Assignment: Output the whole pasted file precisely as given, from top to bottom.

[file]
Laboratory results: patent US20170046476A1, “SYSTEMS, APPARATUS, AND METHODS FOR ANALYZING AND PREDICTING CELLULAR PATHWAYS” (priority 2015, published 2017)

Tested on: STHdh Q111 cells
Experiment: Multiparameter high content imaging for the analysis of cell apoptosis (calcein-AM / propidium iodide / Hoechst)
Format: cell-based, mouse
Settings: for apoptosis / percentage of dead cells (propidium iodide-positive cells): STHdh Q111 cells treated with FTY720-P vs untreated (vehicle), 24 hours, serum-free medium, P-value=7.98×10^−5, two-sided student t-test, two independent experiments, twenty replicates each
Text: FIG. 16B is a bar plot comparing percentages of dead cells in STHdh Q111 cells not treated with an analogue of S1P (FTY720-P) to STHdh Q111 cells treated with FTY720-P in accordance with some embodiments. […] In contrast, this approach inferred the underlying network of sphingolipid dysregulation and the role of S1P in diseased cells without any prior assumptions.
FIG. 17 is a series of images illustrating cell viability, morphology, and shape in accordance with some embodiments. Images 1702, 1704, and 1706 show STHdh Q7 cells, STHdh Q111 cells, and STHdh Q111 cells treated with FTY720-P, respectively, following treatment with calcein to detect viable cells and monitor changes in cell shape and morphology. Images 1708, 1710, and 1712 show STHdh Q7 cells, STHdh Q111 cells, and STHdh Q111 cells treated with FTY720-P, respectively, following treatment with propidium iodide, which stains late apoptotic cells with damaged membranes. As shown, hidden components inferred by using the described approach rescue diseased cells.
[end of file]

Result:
Laboratory results: patent US20170046476A1, “SYSTEMS, APPARATUS, AND METHODS FOR ANALYZING AND PREDICTING CELLULAR PATHWAYS” (priority 2015, published 2017)

Tested on: STHdh Q111 cells
Experiment: Multiparameter high content imaging for the analysis of cell apoptosis (calcein-AM / propidium iodide / Hoechst)
Format: cell-based, mouse
Settings: for apoptosis / percentage of dead cells (propidium iodide-positive cells): STHdh Q111 cells treated with FTY720-P vs untreated (vehicle), 24 hours, serum-free medium, P-value=7.98×10^−5, two-sided student t-test, two independent experiments, twenty replicates each
Text: FIG. 16B is a bar plot comparing percentages of dead cells in STHdh Q111 cells not treated with an analogue of S1P (FTY720-P) to STHdh Q111 cells treated with FTY720-P in accordance with some embodiments. […] In contrast, this approach inferred the underlying network of sphingolipid dysregulation and the role of S1P in diseased cells without any prior assumptions.
FIG. 17 is a series of images illustrating cell viability, morphology, and shape in accordance with some embodiments. Images 1702, 1704, and 1706 show STHdh Q7 cells, STHdh Q111 cells, and STHdh Q111 cells treated with FTY720-P, respectively, following treatment with calcein to detect viable cells and monitor changes in cell shape and morphology. Images 1708, 1710, and 1712 show STHdh Q7 cells, STHdh Q111 cells, and STHdh Q111 cells treated with FTY720-P, respectively, following treatment with propidium iodide, which stains late apoptotic cells with damaged membranes. As shown, hidden components inferred by using the described approach rescue diseased cells.